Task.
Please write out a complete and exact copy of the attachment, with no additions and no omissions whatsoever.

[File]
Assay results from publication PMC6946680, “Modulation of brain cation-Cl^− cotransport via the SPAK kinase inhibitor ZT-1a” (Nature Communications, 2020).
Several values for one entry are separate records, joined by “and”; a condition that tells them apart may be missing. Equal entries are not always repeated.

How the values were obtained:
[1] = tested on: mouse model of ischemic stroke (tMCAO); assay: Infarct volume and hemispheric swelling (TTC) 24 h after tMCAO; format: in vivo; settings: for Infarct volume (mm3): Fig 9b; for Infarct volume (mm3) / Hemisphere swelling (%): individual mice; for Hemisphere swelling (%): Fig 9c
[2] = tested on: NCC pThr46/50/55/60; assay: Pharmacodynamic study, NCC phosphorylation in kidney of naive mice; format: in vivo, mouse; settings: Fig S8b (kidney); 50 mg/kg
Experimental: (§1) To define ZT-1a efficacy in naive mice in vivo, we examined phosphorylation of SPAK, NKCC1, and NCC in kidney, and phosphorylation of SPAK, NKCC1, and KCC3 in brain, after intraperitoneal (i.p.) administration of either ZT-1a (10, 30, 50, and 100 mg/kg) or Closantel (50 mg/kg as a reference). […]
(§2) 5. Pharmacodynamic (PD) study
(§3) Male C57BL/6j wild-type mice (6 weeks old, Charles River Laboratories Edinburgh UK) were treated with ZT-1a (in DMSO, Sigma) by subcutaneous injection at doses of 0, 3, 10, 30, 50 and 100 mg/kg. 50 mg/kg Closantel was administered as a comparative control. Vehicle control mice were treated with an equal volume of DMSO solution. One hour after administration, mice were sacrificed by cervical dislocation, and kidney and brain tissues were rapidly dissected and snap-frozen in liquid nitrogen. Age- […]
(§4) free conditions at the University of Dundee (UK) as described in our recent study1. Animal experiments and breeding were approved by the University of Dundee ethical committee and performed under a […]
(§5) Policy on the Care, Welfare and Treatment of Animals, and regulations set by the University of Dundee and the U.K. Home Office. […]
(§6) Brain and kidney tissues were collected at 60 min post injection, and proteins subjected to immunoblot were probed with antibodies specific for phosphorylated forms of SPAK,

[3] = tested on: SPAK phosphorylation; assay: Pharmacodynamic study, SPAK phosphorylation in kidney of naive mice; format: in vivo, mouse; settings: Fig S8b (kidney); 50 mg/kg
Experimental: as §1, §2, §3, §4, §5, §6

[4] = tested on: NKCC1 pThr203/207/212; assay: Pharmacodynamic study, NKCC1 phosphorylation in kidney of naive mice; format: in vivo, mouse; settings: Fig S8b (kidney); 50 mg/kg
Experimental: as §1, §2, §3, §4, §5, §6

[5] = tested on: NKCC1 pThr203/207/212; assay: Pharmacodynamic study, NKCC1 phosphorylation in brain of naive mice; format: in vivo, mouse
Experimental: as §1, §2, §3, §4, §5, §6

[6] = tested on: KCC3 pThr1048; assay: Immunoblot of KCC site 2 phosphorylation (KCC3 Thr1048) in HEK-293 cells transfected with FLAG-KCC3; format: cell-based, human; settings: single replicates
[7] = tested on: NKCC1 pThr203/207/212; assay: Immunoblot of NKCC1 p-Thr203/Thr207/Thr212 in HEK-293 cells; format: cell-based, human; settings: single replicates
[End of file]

Assay results from publication PMC6946680, “Modulation of brain cation-Cl^− cotransport via the SPAK kinase inhibitor ZT-1a” (Nature Communications, 2020).
Several values for one entry are separate records, joined by “and”; a condition that tells them apart may be missing. Equal entries are not always repeated.

How the values were obtained:
[1] = tested on: mouse model of ischemic stroke (tMCAO); assay: Infarct volume and hemispheric swelling (TTC) 24 h after tMCAO; format: in vivo; settings: for Infarct volume (mm3): Fig 9b; for Infarct volume (mm3) / Hemisphere swelling (%): individual mice; for Hemisphere swelling (%): Fig 9c
[2] = tested on: NCC pThr46/50/55/60; assay: Pharmacodynamic study, NCC phosphorylation in kidney of naive mice; format: in vivo, mouse; settings: Fig S8b (kidney); 50 mg/kg
Experimental: (§1) To define ZT-1a efficacy in naive mice in vivo, we examined phosphorylation of SPAK, NKCC1, and NCC in kidney, and phosphorylation of SPAK, NKCC1, and KCC3 in brain, after intraperitoneal (i.p.) administration of either ZT-1a (10, 30, 50, and 100 mg/kg) or Closantel (50 mg/kg as a reference). […]
(§2) 5. Pharmacodynamic (PD) study
(§3) Male C57BL/6j wild-type mice (6 weeks old, Charles River Laboratories Edinburgh UK) were treated with ZT-1a (in DMSO, Sigma) by subcutaneous injection at doses of 0, 3, 10, 30, 50 and 100 mg/kg. 50 mg/kg Closantel was administered as a comparative control. Vehicle control mice were treated with an equal volume of DMSO solution. One hour after administration, mice were sacrificed by cervical dislocation, and kidney and brain tissues were rapidly dissected and snap-frozen in liquid nitrogen. Age- […]
(§4) free conditions at the University of Dundee (UK) as described in our recent study1. Animal experiments and breeding were approved by the University of Dundee ethical committee and performed under a […]
(§5) Policy on the Care, Welfare and Treatment of Animals, and regulations set by the University of Dundee and the U.K. Home Office. […]
(§6) Brain and kidney tissues were collected at 60 min post injection, and proteins subjected to immunoblot were probed with antibodies specific for phosphorylated forms of SPAK,

[3] = tested on: SPAK phosphorylation; assay: Pharmacodynamic study, SPAK phosphorylation in kidney of naive mice; format: in vivo, mouse; settings: Fig S8b (kidney); 50 mg/kg
Experimental: as §1, §2, §3, §4, §5, §6

[4] = tested on: NKCC1 pThr203/207/212; assay: Pharmacodynamic study, NKCC1 phosphorylation in kidney of naive mice; format: in vivo, mouse; settings: Fig S8b (kidney); 50 mg/kg
Experimental: as §1, §2, §3, §4, §5, §6

[5] = tested on: NKCC1 pThr203/207/212; assay: Pharmacodynamic study, NKCC1 phosphorylation in brain of naive mice; format: in vivo, mouse
Experimental: as §1, §2, §3, §4, §5, §6

[6] = tested on: KCC3 pThr1048; assay: Immunoblot of KCC site 2 phosphorylation (KCC3 Thr1048) in HEK-293 cells transfected with FLAG-KCC3; format: cell-based, human; settings: single replicates
[7] = tested on: NKCC1 pThr203/207/212; assay: Immunoblot of NKCC1 p-Thr203/Thr207/Thr212 in HEK-293 cells; format: cell-based, human; settings: single replicates